posted May 2, 2009 at 10:19 am


The song, in fact, is My One Thing by Rich Mullins – and the song simply reflects the student’s personal religious experience.
I just read over the lyrics of this song, and I find it deeply offensive. It does not, as I had thought, make one passing reference to God, but instead consists of an entire lyric embodying the Christian concept of God.
As a Jewish person, I would be deeply upset by the presentation of this song at a high school graduation in any form. I expect that Muslims, Buddhists, Hindus, and students of many other religions would also be upset… and would feel significantly marginalized at their own graduation.
Unlike “Your Name’s” assertion, liberals… along with the majority of U.S. citizens… are not saying “Congress shall make no law respecting an establishment of religion, and must prohibit the free exercise thereof in all public forums.” We object to the exercise of religions beliefs in government sanctioned and supported forums. A public school is a government sanctioned and supported forum.
If the young lady is indeed an accomplished dancer, she needs to select another piece to dance to. There are certainly many others!
There is no reason why the achievement in the arts cannot be celebrated at graduation ceremonies, but “My One Thing” has to go.



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Gwyddion9

posted May 2, 2009 at 3:36 pm


The Republican Party and the RR brought it on themselves.
And you wonder why people are of the opinion they are?
Please.



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Craig

posted May 2, 2009 at 3:51 pm


What is it that the religious right doesn’t understand about the difference between one’s expressing their personal religious beliefs in a non-government sponsored forum, and performing clearly religiously themed music at a public school graduation. It is not appropriate to invoke any god at an event such as this, and to state otherwise is disingenuous.



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Tracey

posted May 2, 2009 at 9:26 pm


Mary-Lee, you said: “Our Constitution was enacted to provide each of us with equal rights… The Supreme Court has further extended those rights…”
Can you elaborate on this statement?



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The Rev

posted May 3, 2009 at 9:05 am


The Constitution does not grant any rights, ladies and gentlemen. Our rights pre-date the Constitution, the Bill of Rights, the Declaration of Independence, even the Articles of Confederation.
We are BORN with these rights. The Constitution is a written enumeration of SOME of those rights. And, since they are unalienable, no government can take them away, meaning no piece of legislation can take them away. Ever.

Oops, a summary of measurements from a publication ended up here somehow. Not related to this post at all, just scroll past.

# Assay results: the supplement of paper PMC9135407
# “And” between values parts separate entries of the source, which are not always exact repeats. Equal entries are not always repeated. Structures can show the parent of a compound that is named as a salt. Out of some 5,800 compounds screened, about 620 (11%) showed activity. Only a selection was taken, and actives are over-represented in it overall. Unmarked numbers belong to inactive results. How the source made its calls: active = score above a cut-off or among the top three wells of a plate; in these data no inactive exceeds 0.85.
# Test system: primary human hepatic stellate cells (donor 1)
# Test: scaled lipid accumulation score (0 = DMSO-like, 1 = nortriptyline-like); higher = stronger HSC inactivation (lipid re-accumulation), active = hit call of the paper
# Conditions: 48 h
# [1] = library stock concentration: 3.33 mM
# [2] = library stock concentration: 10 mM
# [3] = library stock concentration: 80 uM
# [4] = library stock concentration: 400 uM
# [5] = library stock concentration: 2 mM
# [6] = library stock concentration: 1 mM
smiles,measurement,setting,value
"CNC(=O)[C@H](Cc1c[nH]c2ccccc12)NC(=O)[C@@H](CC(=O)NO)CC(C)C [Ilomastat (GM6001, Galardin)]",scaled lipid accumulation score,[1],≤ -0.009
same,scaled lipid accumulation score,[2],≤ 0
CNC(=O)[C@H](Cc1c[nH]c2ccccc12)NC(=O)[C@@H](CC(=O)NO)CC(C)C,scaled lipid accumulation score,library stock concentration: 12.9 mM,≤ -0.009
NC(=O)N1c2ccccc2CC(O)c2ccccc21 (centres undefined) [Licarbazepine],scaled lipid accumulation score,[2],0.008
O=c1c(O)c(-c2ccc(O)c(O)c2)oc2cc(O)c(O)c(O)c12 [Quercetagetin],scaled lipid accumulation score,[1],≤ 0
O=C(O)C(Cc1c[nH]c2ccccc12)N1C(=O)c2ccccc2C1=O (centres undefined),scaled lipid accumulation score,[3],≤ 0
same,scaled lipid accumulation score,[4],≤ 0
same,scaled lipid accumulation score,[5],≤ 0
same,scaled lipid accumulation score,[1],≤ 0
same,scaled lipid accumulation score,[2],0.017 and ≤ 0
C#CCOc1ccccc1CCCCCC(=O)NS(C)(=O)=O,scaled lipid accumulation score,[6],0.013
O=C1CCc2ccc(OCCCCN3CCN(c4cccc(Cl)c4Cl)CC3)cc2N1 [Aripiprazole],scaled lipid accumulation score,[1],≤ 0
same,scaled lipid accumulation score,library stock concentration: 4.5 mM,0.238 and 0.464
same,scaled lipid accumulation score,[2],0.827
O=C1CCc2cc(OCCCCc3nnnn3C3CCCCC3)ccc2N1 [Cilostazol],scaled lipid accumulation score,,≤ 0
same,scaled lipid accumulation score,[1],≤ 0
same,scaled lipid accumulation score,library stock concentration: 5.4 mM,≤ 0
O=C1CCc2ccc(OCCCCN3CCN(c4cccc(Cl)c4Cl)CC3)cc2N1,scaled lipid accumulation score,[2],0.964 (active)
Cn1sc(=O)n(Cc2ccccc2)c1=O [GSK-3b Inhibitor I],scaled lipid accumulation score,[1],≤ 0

The only way your rights can be taken from you is if you LET THEM BE TAKEN FROM YOU.
Which, by the looks of it, most of you are more than willing to allow.
The Rev



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Rich

posted May 3, 2009 at 9:55 am


So, for all those jumping up and down to allow religious speeches at a public function, a few questions:
Can my child get up and leave the minute someone starts yammering on about Jesus?
Can my child boo or hiss at religious references or are you expecting that everyone be required to be respectful?
Can my child give a speech containing direct attack on fundamental religious philosophy?
Please don’t tell me that my child is required to listen to this nonsense, if you want to give a sermon, don’t expect my son to stick around. As well, if you get to praise Jesus, my child gets the opportunity to denigrate this myth. Finally, if you believe that someone should be allowed to carry on about the personal benefits that a faith in Jesus has provided, be prepared to allow for those who might want to talk about the lives wasted by a belief in the ridiculous.



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Boris

posted May 3, 2009 at 1:53 pm


Anyone who thinks people are born with rights has never visited one of the communist or fascist dictatorships where women still have no reproductive rights. We get our rights from the governments that rule our nations. There are no exceptions to this rule. People go check the Rev’s website. He’s as phony as a three-dollar bill. He’s no Rev, he’s a redneck.



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Jimbino

posted May 3, 2009 at 4:39 pm


Boris,
You haven’t heard of natural, inalienable rights? Our rights do not derive from government fiat, though governments keep trying to abuse those natural rights. That’s why Darwin gave us the Second Amendment and the Atom Bomb.



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Rich

posted May 3, 2009 at 6:24 pm


Jimbino,
I think talking about “natural rights” always requires a certain amount of mangling of the English language. These rights do not seem to have been naturally occurring during our history, truly they have only been relatively recently acquired. Even though we love to call them inalienable, a whole lot of people find themselves alienated from these rights. When I hear religiously inclined folks talk about “god-given” rights I have to smile, this god of theirs sure is not too good at giving out these rights when 90% + of the people don’t really have them.
I generally think rights come from the point of a gun. No other place.



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Boris

posted May 3, 2009 at 8:48 pm


Jimbimo,
Darwin gave us the Second Amendment and the Atom Bomb? Regardless atomic theory is just a theory you know. No one has actually seen an atom or electron.